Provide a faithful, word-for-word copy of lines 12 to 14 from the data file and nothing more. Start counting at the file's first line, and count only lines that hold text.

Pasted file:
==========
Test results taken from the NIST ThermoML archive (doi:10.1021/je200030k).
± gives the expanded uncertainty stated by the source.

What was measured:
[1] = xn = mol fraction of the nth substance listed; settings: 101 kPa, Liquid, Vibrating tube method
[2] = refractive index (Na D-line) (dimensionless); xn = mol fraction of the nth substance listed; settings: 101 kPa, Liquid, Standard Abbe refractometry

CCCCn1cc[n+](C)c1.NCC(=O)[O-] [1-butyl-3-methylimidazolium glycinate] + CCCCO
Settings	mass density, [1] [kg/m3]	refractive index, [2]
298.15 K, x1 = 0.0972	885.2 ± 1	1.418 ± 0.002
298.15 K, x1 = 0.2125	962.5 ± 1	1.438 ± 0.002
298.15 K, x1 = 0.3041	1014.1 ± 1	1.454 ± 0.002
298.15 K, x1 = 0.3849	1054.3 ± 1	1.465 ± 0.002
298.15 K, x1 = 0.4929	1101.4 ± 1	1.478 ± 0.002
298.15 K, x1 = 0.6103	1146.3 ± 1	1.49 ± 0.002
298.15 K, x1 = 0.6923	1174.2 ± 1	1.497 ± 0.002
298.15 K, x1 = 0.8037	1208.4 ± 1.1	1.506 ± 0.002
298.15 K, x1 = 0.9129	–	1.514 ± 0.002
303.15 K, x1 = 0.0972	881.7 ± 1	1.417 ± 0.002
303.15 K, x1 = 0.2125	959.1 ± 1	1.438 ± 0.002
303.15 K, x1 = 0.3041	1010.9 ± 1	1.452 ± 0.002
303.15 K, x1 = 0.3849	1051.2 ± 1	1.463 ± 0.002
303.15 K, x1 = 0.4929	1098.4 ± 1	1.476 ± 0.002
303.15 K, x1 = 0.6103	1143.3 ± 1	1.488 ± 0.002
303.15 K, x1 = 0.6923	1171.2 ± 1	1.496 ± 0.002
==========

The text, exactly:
298.15 K, x1 = 0.4929	1101.4 ± 1	1.478 ± 0.002
298.15 K, x1 = 0.6103	1146.3 ± 1	1.49 ± 0.002
298.15 K, x1 = 0.6923	1174.2 ± 1	1.497 ± 0.002